Toz-Shimu

Toz calls these colourful characters “Shimu”. Their cheerful, mischievous faces pop up all over Rio.

 

Toz (sounds like ‘Toyzh’) has been in the news a lot recently – his enormous work in the port area of Rio deservedly gained a lot of attention.

But I wanted to tell you about another piece of Toz’s work. I was wandering through Gávea about 6 months ago when I saw this:

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An illicit beach treat

If you were to ask me about the beach vendors of Rio, I would tell you about good guys with cool-boxes full of icy cold beers slung over their shoulders and a sack of Biscoito Globo in hand. I would describe people dressed in Arab style clothes selling esfiha and kibe, and the vendors laden with beach-balls, bikinis and cangas. I’d tell you about the shouts of “Alô mate! Alô limão!” from the orange clad ice-tea sellers and the clanking of the ice cubes in their twin metal barrels.

Here’s another thing I’d mention: Queijo Coalho (sounds like: KAY-zho KWAH-lyo). “Queijo” is Portuguese for “cheese” and the word coalhado means something like curdled or clotted. The first time I tried this firm, white cheese I had no idea how best to eat it. I had bought it in a supermarket and when I got home I cut it into chunky slices and put it in a sandwich. The result was not good – it was very salty, dense and generally quite disappointing.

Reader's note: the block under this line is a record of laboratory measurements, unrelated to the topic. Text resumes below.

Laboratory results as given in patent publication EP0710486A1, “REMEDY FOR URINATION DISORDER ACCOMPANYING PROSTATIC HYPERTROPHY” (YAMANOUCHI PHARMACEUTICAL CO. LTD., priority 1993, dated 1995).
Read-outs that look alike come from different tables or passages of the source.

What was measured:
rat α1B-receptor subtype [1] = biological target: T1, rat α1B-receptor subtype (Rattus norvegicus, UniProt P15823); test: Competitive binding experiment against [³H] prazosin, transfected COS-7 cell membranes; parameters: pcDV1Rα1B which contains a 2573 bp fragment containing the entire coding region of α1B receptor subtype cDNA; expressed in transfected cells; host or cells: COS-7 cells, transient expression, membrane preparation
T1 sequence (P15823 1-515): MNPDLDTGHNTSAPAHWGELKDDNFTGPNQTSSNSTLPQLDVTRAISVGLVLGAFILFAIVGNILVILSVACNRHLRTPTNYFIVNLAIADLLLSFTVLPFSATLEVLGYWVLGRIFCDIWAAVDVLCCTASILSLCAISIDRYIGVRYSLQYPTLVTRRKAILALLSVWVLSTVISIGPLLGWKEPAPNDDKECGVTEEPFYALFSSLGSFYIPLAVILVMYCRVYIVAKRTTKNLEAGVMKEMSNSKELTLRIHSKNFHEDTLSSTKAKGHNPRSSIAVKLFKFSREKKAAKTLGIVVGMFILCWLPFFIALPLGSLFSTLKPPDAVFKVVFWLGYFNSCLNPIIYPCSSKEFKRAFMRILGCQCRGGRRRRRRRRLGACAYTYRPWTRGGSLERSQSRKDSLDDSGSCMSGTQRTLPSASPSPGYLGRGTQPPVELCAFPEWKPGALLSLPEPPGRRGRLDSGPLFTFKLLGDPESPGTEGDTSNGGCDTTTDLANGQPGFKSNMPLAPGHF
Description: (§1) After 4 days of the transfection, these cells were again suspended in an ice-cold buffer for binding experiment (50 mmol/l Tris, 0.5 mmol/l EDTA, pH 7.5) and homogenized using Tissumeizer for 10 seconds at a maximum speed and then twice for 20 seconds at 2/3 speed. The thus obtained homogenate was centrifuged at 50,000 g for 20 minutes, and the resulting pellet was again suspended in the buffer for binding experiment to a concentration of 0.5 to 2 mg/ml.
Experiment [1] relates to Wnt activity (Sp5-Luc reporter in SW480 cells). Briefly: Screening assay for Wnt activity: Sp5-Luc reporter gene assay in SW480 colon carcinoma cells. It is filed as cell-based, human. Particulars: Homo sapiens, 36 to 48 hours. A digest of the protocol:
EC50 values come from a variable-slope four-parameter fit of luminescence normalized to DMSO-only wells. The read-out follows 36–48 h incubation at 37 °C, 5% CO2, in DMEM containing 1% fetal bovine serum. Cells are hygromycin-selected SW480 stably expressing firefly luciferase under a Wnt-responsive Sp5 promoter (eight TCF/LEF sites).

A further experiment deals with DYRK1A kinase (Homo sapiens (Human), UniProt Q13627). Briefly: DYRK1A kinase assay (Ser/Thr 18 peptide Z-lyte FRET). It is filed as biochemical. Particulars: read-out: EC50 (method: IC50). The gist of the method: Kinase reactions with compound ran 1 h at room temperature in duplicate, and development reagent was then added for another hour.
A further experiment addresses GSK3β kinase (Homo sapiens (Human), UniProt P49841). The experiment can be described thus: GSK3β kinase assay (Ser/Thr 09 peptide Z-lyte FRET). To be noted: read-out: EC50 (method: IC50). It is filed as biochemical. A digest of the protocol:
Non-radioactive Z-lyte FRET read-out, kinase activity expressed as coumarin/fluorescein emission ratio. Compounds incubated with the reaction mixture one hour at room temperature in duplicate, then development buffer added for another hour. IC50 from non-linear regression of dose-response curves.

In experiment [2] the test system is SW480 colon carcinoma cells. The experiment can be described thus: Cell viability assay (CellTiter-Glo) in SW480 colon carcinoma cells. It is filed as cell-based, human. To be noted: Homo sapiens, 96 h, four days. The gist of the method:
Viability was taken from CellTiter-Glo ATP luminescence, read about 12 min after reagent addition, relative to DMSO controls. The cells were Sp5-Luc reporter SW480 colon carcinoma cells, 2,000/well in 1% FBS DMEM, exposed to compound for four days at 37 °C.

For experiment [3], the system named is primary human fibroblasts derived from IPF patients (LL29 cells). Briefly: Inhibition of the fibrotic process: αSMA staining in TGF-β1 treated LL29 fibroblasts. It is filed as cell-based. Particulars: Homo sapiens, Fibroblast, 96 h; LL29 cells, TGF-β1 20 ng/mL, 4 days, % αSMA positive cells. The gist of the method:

Some weeks later Mrs Eat Rio and I were at the beach and a guy wandered past with a small metal tripod suspended above a stout wooden handle. When I was told that he was selling grilled queijo coalho I decided it was time to give this cheese another chance.

queijo-coalho-na-brasa

Back in the good old days, queijo coalho na brasa (grilled queijo coalho) was a favourite beach treat!

 

When grilled over hot coals, this cheese is transformed! It is quite similar to halloumi – it has a salty bite and squeaks against your teeth as you eat it! Before getting started, the vendor asks if you’d like oregano which is optionally sprinkled over the cheese before the grilling. A block of cheese is then mounted on a skewer and turned slowly over the glowing coals until it is browned and crisp on all sides. The end result is perfect for the hunger that develops over the course of a day relaxing on the beach:

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Buzios: good blood and tiny hearts

Those of you who stay in touch through the Eat Rio Facebook Page will know that the Eat Rio team (erm, that’s Mrs Eat Rio and me) went to Búzios over the weekend. Búzios is a popular beach town located on a peninsula around 100 miles (170km) northeast of Rio. Apparently Brigitte Bardot loved Búzios so much she stayed for months and is now immortalised by a statue that sits (rather provocatively) on a bench along one of the main streets.